Definition of geostrophic in English:

geostrophic

adjective

Meteorology Oceanography
  • Relating to or denoting the component of a wind or current that arises from a balance between pressure gradients and Coriolis forces.

    • ‘The time scales of vertical transport through the water column are likely to be too short for significant geostrophic and baroclinic modification of the vertical density currents themselves.’
    • ‘If a geostrophic wind, with pressure gradient force balanced by the Coriolis force, were to encounter a rough surface, the wind speed would decrease.’
    • ‘Particle-related density gradients were responsible for roughly one-third of the geostrophic velocity shear at the plume edge.’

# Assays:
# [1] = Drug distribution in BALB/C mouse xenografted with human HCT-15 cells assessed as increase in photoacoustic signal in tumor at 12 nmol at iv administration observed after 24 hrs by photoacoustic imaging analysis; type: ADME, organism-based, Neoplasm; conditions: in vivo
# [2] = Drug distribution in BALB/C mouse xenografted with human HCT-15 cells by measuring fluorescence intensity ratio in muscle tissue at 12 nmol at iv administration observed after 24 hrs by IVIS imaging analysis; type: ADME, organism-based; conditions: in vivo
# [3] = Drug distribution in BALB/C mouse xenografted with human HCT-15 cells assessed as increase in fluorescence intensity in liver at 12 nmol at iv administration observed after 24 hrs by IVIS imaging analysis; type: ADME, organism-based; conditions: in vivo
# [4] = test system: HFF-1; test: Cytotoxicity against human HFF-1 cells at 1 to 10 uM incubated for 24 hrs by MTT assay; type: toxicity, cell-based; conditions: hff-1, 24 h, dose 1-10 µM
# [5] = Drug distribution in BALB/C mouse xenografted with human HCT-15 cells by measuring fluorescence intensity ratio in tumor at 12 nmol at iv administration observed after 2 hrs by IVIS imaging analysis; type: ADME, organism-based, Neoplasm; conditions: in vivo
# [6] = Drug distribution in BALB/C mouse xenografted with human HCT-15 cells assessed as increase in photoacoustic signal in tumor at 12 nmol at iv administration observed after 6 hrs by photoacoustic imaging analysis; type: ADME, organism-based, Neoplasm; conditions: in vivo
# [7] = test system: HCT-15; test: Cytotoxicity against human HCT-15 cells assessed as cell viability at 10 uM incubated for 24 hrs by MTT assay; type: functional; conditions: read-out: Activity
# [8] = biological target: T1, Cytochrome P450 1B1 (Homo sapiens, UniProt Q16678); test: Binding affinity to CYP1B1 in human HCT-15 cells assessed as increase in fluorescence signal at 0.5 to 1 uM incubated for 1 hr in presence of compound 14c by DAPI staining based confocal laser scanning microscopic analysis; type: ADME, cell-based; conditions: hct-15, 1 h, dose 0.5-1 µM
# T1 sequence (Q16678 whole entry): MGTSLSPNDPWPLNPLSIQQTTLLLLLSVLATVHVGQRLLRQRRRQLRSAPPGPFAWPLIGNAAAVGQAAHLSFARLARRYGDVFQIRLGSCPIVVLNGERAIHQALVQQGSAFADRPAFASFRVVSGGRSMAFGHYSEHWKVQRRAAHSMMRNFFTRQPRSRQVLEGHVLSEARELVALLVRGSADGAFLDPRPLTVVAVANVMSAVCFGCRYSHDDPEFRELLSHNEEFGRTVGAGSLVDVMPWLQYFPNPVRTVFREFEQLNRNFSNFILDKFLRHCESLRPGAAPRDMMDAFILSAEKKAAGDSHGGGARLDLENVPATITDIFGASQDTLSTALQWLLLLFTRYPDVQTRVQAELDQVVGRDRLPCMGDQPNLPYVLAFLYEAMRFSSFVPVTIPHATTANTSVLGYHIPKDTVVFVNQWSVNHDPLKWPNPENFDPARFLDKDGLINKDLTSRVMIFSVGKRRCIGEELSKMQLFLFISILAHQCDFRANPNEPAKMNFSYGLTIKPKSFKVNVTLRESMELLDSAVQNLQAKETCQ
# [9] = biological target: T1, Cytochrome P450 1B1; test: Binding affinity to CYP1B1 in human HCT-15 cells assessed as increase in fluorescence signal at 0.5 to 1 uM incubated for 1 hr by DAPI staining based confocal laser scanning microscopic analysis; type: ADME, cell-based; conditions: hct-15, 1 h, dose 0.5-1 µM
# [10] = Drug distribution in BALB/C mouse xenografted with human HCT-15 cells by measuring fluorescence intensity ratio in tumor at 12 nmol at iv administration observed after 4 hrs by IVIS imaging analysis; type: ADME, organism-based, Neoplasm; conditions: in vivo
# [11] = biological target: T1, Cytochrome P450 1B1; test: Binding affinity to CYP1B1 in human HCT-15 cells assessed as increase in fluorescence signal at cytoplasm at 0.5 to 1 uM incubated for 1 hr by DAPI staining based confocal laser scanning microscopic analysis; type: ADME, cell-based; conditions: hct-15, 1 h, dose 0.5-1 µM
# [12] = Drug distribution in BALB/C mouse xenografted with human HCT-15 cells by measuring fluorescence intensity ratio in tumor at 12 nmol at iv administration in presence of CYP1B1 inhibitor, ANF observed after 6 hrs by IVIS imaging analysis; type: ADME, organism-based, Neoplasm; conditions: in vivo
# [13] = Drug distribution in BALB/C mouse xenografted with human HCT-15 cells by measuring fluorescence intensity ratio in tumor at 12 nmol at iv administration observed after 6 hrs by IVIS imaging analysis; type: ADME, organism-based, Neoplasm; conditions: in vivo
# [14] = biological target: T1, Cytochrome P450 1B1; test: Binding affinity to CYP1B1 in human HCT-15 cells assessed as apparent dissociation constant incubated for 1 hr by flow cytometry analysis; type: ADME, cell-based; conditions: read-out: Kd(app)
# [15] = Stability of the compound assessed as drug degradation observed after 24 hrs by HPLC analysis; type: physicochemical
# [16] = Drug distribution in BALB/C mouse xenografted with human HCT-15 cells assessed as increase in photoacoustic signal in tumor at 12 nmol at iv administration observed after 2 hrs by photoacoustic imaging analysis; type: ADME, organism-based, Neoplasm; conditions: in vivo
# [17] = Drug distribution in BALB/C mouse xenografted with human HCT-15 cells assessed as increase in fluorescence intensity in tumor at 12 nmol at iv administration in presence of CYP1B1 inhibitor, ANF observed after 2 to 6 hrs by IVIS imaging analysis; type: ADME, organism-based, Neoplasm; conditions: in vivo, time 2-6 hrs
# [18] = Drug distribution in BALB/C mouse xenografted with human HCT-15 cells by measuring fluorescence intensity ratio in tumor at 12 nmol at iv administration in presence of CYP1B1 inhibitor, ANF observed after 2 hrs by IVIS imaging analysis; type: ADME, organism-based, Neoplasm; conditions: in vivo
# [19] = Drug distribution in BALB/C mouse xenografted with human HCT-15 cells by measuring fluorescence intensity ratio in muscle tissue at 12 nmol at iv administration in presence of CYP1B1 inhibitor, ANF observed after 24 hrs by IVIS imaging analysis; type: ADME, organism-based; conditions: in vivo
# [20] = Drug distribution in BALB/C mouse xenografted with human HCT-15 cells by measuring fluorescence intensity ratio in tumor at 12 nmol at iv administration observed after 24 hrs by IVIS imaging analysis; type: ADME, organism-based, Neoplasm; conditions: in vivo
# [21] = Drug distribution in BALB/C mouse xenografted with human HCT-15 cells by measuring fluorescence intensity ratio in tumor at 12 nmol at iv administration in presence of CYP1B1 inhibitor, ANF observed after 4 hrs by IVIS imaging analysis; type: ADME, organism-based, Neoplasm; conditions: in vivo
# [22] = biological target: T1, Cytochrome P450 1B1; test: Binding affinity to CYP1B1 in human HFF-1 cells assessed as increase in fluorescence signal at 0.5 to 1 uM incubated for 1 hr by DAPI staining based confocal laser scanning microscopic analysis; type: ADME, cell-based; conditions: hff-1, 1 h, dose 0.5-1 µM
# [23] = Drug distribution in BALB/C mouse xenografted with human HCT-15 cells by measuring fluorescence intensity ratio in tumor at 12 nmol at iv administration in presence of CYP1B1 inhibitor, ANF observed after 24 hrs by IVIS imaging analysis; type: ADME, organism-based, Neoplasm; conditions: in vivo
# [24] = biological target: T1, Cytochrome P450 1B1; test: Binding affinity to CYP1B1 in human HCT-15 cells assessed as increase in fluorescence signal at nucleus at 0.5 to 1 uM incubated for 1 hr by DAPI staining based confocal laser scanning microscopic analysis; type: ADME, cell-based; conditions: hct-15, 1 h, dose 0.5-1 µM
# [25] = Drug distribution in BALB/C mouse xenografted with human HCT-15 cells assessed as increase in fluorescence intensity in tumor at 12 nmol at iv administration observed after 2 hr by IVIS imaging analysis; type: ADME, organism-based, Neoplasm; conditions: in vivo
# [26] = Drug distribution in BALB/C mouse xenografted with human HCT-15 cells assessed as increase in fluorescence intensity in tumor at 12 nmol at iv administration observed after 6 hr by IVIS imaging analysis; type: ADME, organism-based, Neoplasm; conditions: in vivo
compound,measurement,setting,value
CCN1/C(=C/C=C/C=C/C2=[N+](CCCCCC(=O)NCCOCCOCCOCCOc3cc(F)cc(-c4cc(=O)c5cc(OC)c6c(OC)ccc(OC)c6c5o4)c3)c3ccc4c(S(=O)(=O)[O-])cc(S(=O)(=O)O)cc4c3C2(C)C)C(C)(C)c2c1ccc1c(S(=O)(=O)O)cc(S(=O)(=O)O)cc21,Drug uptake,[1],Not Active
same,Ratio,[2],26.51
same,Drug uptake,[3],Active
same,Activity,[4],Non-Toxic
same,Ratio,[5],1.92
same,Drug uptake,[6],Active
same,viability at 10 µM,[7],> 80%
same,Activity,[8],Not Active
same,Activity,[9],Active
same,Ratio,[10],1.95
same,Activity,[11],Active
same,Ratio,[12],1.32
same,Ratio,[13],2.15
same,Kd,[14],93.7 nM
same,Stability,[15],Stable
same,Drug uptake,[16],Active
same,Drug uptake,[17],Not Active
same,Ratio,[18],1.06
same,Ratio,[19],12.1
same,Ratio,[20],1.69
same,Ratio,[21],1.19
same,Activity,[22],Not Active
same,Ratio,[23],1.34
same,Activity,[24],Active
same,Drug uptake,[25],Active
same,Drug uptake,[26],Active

• ‘In addition to these local variables, a regional indicator of geostrophic wind, calculated from daily air pressure measurements at three stations in northwestern Germany, was used.’
    • ‘My dry bulb temperature reading was looking good, but we all knew that if the geostrophic wind were to grow, it would pour down for sure.’

Origin

Early 20th century: from geo- of the earth + Greek strophē a turning (from strephein to turn).

Pronunciation:

geostrophic

/ˌjēəˈsträfik/